Much of your writing has focused on parallels between daytime serialized drama and the rise of “quality” shows, primetime dramas which marry serialized storytelling with higher budgets, deeper production values, and much shorter, season-based dramas which pack intense meaning into typically between 10 and 20 episodes in a season, as opposed to 260 episodes per year. What do you feel is the nature of the connection between today’s critically acclaimed dramas on FX, AMC, HBO, Showtime, and elsewhere and the daytime serial drama?
The success of early primetime serials like Dallas (1978) and Dynasty (1981) redefined the public perception of soap opera. Larger-than-life, over-the-top characters like J.R. Ewing and Alexis Carrington, who more resembled stock characters from the commedia dell’arte, than ATWT’s Hughes family, were enormously entertaining to watch, but not because viewers found “meaning and resonance through a deeper connection.” And while Larry Hagman’s (J.R) called Dallas as a cartoon rather than a soap opera, to the media and public these guilty pleasures were soaps simply by virtue of their seriality. The popularity of these primetime soaps coincided with Gloria Monty’s transformation of General Hospital,, and had at least as profound an impact on daytime soaps. The spirit of Dallas and Dynasty continues in current primetime soaps Revenge and Scandal, and for the teenage demo, Gossip Girl and Pretty Little Liars.
The true heirs of ATWT comprise a long list of often critically-acclaimed, always ratings challenged, and ultimately short-lived serial dramas. While thirtysomething may not have looked anything like ATWT, the the day-to-day lives of two baby boomer families, the Stedmans and Westons, mirrored those of the Hughes and Lowells 30 years earlier. Thirtysomething ran from 1987-91 and never rose above 40th in the ratings. Its very ordinariness (tensions between career and family, visiting parents, finding a babysitter) made it, and similar shows that followed (My So-Called Life, Joan of Arcadia, Jack and Bobby, Friday Night Lights, Men of a Certain Age, to name but a few), a challenge to promote effectively.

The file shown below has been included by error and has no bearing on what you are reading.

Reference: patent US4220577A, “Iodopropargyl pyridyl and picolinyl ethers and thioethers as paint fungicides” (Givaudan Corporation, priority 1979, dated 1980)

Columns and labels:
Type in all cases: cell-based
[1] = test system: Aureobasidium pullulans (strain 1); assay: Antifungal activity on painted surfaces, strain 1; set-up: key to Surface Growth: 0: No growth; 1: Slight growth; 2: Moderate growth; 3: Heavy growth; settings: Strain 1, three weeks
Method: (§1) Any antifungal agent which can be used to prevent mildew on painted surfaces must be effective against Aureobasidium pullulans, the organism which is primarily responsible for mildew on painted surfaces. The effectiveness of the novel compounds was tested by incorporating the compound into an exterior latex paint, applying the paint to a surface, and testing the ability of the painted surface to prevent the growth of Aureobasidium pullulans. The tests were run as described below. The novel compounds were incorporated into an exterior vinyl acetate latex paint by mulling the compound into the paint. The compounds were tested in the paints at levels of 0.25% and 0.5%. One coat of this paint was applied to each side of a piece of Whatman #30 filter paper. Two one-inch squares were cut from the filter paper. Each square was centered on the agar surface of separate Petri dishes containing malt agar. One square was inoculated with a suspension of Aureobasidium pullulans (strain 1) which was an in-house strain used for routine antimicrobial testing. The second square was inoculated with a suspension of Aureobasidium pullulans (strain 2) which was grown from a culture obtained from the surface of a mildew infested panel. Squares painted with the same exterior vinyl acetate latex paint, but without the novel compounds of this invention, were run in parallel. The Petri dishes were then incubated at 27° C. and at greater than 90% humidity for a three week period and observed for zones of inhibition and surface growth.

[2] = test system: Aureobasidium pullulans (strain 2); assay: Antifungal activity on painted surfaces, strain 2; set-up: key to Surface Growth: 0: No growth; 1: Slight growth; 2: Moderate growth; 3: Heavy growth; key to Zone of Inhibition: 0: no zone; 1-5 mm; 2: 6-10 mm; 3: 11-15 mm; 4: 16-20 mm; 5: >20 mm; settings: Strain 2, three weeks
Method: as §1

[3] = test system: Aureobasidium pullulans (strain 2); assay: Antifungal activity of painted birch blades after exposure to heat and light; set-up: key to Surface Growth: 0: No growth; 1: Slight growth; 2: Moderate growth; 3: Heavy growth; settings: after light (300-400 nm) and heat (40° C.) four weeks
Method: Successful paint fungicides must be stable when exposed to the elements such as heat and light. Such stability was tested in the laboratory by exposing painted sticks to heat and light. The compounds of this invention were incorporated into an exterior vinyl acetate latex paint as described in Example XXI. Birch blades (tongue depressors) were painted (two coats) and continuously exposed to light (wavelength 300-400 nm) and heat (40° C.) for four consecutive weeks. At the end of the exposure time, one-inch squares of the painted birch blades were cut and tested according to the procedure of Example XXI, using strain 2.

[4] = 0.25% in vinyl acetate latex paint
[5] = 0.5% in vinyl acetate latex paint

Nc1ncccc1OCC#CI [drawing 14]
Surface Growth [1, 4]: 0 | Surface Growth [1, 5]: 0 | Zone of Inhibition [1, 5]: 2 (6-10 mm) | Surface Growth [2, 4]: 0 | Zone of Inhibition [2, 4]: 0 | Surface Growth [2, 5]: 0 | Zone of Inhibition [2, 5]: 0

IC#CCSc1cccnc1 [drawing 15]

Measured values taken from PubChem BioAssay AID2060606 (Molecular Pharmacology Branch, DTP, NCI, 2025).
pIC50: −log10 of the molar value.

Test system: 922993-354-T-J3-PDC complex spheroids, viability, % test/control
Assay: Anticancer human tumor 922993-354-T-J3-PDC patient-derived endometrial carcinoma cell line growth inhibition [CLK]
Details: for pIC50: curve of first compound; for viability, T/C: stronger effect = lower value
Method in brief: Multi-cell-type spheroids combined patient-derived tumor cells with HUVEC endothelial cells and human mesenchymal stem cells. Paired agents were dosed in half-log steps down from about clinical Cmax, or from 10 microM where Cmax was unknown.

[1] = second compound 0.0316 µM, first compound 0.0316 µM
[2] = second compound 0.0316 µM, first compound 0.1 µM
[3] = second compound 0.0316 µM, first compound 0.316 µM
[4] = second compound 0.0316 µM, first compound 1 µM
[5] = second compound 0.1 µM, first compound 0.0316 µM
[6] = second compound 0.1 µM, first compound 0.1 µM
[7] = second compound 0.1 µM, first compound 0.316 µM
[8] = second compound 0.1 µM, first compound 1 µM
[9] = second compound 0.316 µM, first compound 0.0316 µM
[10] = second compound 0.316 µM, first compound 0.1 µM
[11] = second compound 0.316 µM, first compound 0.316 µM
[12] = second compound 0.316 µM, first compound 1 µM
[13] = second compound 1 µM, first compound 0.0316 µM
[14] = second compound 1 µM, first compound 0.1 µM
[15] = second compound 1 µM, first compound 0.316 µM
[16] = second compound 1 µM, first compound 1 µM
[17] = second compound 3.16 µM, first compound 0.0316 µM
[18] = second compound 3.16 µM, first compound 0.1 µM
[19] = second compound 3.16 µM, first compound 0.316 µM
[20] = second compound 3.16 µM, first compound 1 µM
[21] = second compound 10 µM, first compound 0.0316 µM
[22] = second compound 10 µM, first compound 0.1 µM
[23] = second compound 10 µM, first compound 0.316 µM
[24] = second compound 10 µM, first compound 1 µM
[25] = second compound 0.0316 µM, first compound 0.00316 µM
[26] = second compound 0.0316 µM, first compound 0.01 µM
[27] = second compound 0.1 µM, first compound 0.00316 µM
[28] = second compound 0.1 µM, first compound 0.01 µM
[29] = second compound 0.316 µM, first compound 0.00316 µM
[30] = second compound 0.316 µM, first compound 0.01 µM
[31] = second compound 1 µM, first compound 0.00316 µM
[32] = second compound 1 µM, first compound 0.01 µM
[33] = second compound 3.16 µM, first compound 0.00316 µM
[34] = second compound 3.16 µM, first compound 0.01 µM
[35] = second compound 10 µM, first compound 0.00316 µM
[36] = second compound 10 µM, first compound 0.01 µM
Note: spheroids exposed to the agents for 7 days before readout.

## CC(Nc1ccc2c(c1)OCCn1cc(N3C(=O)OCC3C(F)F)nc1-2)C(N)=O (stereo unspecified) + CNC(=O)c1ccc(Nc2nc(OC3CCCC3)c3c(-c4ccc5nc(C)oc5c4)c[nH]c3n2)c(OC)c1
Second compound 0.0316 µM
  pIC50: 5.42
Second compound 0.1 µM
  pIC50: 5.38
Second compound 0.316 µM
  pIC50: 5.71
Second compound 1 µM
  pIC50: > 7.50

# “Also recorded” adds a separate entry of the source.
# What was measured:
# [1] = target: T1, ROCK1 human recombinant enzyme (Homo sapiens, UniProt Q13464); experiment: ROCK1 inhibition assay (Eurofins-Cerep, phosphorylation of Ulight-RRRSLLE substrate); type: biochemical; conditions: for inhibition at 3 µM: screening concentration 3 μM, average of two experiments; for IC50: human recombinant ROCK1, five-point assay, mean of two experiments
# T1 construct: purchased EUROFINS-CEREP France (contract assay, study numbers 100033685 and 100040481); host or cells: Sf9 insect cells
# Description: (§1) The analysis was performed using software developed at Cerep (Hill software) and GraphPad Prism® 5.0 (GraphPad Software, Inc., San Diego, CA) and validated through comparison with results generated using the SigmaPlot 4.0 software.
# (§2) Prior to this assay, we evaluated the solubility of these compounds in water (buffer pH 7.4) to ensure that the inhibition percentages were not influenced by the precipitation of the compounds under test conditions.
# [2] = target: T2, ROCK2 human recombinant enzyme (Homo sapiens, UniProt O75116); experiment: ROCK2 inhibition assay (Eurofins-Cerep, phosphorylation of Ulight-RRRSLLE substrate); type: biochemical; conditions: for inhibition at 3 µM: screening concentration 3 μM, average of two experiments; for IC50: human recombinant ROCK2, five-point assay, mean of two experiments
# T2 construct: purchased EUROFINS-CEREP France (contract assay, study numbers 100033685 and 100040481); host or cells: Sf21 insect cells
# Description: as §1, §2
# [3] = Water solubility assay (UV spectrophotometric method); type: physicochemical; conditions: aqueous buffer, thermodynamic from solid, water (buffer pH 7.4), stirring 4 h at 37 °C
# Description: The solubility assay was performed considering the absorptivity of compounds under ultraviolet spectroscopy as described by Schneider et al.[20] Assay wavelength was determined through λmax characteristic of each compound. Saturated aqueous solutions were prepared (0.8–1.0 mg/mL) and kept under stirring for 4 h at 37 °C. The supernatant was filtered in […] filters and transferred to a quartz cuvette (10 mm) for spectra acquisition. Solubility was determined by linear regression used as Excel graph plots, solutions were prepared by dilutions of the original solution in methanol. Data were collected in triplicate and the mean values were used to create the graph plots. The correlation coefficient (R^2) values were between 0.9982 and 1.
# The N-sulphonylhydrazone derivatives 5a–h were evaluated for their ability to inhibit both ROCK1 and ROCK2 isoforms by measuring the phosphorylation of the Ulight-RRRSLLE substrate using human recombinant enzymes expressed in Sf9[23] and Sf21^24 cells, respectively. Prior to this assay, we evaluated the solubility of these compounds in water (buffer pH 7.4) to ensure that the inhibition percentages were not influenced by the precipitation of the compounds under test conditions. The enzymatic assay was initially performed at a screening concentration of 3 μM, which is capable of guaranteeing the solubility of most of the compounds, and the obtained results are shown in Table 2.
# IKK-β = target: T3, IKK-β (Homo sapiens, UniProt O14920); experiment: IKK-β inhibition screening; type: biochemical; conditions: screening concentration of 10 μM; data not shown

How networks schedule these quiet, slow-paced shows creates another obstacle. Broadcast network programmers, under pressure to win time slots, often shuffle their lineup, making it difficult for viewers to find these shows, which, unlike episodic television, need to be watched in order. Sometimes networks cancel them after a handful of episodes, creating a self-fulling prophecy when fans hear about a promising new serial drama, but fearing yet another heartbreak (not being hyperbolic here:), decide not to watch.
Since cable networks rarely pull a serial drama before the first order of episodes has aired, and are able to place the show in a fixed time slot followed by multiple repeats (sometimes even daylong marathons), viewers have ample opportunity to connect with these quiet, slow-paced shows. But there are still issues beyond the obvious disadvantages shorter seasons create for serial dramas: less time to fully develop characters and their relationships means less time to fully engage viewers. When networks pick up serials dramas, the creators face uncertainty about the number of episodes that can undermine the pace of the storytelling. After a 13-episode first season, Parenthood was picked up for 22 episodes, then renewed for a 18-episode third season and 15 for the fourth. Since the season often ends before the network has announced that the show has been renewed (or not), the season finale could well be the series finale.